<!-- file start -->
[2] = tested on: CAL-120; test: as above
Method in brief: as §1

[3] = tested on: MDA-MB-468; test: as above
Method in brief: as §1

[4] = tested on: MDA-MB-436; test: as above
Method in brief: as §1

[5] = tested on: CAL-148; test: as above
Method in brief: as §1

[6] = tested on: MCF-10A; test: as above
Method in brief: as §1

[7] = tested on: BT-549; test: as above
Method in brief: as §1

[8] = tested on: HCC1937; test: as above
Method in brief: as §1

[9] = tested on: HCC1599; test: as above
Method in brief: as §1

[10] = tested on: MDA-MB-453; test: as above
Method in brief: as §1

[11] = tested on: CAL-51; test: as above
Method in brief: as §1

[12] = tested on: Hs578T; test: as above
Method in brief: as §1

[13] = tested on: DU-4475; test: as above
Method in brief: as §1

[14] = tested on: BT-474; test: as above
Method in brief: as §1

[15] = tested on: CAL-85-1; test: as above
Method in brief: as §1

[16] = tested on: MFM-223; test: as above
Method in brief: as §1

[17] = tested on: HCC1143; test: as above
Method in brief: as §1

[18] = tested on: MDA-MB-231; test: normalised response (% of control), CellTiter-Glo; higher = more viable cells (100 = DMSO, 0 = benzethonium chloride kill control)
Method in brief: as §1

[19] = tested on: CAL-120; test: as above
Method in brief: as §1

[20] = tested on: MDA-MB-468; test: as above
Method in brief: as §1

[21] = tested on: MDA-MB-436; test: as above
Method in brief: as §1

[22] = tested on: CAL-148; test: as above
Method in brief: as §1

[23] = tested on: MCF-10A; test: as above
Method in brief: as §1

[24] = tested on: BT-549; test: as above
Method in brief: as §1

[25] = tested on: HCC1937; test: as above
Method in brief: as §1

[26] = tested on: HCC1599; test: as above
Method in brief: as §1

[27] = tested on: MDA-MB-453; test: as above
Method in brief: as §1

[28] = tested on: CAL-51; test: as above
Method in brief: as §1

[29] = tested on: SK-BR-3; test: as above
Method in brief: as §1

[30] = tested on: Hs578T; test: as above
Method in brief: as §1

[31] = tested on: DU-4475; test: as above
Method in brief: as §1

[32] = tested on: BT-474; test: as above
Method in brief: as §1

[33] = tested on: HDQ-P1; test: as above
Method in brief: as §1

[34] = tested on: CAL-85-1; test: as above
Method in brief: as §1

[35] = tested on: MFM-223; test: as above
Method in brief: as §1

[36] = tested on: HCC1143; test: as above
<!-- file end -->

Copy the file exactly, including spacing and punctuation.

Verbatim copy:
[2] = tested on: CAL-120; test: as above
Method in brief: as §1

[3] = tested on: MDA-MB-468; test: as above
Method in brief: as §1

[4] = tested on: MDA-MB-436; test: as above
Method in brief: as §1

[5] = tested on: CAL-148; test: as above
Method in brief: as §1

[6] = tested on: MCF-10A; test: as above
Method in brief: as §1

[7] = tested on: BT-549; test: as above
Method in brief: as §1

[8] = tested on: HCC1937; test: as above
Method in brief: as §1

[9] = tested on: HCC1599; test: as above
Method in brief: as §1

[10] = tested on: MDA-MB-453; test: as above
Method in brief: as §1

[11] = tested on: CAL-51; test: as above
Method in brief: as §1

[12] = tested on: Hs578T; test: as above
Method in brief: as §1

[13] = tested on: DU-4475; test: as above
Method in brief: as §1

[14] = tested on: BT-474; test: as above
Method in brief: as §1

[15] = tested on: CAL-85-1; test: as above
Method in brief: as §1

[16] = tested on: MFM-223; test: as above
Method in brief: as §1

[17] = tested on: HCC1143; test: as above
Method in brief: as §1

[18] = tested on: MDA-MB-231; test: normalised response (% of control), CellTiter-Glo; higher = more viable cells (100 = DMSO, 0 = benzethonium chloride kill control)
Method in brief: as §1

[19] = tested on: CAL-120; test: as above
Method in brief: as §1

[20] = tested on: MDA-MB-468; test: as above
Method in brief: as §1

[21] = tested on: MDA-MB-436; test: as above
Method in brief: as §1

[22] = tested on: CAL-148; test: as above
Method in brief: as §1

[23] = tested on: MCF-10A; test: as above
Method in brief: as §1

[24] = tested on: BT-549; test: as above
Method in brief: as §1

[25] = tested on: HCC1937; test: as above
Method in brief: as §1

[26] = tested on: HCC1599; test: as above
Method in brief: as §1

[27] = tested on: MDA-MB-453; test: as above
Method in brief: as §1

[28] = tested on: CAL-51; test: as above
Method in brief: as §1

[29] = tested on: SK-BR-3; test: as above
Method in brief: as §1

[30] = tested on: Hs578T; test: as above
Method in brief: as §1

[31] = tested on: DU-4475; test: as above
Method in brief: as §1

[32] = tested on: BT-474; test: as above
Method in brief: as §1

[33] = tested on: HDQ-P1; test: as above
Method in brief: as §1

[34] = tested on: CAL-85-1; test: as above
Method in brief: as §1

[35] = tested on: MFM-223; test: as above
Method in brief: as §1

[36] = tested on: HCC1143; test: as above